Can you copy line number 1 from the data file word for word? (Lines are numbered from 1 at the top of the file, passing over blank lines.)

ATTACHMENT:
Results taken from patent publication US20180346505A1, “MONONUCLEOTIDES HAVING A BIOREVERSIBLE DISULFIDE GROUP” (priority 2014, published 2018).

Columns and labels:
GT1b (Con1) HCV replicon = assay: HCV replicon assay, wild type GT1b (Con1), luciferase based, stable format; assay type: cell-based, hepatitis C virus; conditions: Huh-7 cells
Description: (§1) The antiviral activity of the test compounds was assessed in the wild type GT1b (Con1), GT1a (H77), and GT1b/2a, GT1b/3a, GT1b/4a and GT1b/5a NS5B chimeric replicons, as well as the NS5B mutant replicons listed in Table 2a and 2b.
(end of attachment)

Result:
Results taken from patent publication US20180346505A1, “MONONUCLEOTIDES HAVING A BIOREVERSIBLE DISULFIDE GROUP” (priority 2014, published 2018).